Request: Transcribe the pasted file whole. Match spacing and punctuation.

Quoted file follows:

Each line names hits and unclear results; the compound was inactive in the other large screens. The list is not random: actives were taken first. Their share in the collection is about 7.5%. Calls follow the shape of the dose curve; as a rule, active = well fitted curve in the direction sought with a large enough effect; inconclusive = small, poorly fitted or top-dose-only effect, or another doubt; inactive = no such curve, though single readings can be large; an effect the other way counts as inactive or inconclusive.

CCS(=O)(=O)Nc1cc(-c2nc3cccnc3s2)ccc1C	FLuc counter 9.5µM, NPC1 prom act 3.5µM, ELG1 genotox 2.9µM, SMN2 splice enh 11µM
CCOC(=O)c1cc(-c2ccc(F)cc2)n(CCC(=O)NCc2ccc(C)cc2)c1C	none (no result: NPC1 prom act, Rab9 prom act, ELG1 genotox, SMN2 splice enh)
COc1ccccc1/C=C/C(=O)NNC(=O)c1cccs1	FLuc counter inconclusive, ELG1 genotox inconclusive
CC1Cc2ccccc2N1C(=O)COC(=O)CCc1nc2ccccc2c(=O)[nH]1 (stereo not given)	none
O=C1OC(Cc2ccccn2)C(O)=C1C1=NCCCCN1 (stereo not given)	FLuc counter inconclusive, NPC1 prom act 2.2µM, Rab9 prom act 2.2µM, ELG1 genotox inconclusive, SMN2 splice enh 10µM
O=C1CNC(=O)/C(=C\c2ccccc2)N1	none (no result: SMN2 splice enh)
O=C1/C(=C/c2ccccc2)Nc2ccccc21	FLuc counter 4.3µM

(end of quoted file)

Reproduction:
Each line names hits and unclear results; the compound was inactive in the other large screens. The list is not random: actives were taken first. Their share in the collection is about 7.5%. Calls follow the shape of the dose curve; as a rule, active = well fitted curve in the direction sought with a large enough effect; inconclusive = small, poorly fitted or top-dose-only effect, or another doubt; inactive = no such curve, though single readings can be large; an effect the other way counts as inactive or inconclusive.

CCS(=O)(=O)Nc1cc(-c2nc3cccnc3s2)ccc1C	FLuc counter 9.5µM, NPC1 prom act 3.5µM, ELG1 genotox 2.9µM, SMN2 splice enh 11µM
CCOC(=O)c1cc(-c2ccc(F)cc2)n(CCC(=O)NCc2ccc(C)cc2)c1C	none (no result: NPC1 prom act, Rab9 prom act, ELG1 genotox, SMN2 splice enh)
COc1ccccc1/C=C/C(=O)NNC(=O)c1cccs1	FLuc counter inconclusive, ELG1 genotox inconclusive
CC1Cc2ccccc2N1C(=O)COC(=O)CCc1nc2ccccc2c(=O)[nH]1 (stereo not given)	none
O=C1OC(Cc2ccccn2)C(O)=C1C1=NCCCCN1 (stereo not given)	FLuc counter inconclusive, NPC1 prom act 2.2µM, Rab9 prom act 2.2µM, ELG1 genotox inconclusive, SMN2 splice enh 10µM
O=C1CNC(=O)/C(=C\c2ccccc2)N1	none (no result: SMN2 splice enh)
O=C1/C(=C/c2ccccc2)Nc2ccccc21	FLuc counter 4.3µM